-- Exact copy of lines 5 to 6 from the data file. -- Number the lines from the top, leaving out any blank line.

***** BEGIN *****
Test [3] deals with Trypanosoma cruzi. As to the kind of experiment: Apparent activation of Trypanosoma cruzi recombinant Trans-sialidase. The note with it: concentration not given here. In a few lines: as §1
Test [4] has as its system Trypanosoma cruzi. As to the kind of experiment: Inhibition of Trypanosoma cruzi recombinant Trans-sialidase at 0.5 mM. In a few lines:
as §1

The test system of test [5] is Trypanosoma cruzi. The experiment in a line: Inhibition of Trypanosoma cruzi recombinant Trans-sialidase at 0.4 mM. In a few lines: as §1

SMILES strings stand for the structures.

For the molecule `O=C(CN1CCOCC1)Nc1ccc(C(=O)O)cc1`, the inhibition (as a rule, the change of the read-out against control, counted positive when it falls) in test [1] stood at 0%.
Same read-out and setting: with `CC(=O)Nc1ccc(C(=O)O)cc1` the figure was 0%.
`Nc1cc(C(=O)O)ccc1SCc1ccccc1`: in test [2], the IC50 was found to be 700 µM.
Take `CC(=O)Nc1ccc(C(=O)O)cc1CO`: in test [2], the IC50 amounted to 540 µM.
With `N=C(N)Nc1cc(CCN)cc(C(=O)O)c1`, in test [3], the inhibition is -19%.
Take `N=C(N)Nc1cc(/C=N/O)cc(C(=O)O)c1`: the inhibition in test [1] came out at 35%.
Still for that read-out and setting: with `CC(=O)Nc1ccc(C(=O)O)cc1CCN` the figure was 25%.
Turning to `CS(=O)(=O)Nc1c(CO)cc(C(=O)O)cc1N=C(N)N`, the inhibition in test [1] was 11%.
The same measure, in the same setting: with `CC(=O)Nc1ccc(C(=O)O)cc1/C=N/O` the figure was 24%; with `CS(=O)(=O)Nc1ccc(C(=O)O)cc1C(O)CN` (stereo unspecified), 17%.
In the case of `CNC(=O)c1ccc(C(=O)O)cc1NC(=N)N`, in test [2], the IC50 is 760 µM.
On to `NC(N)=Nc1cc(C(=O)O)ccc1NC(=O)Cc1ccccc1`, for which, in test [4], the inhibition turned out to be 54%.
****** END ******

SMILES strings stand for the structures.

For the molecule `O=C(CN1CCOCC1)Nc1ccc(C(=O)O)cc1`, the inhibition (as a rule, the change of the read-out against control, counted positive when it falls) in test [1] stood at 0%.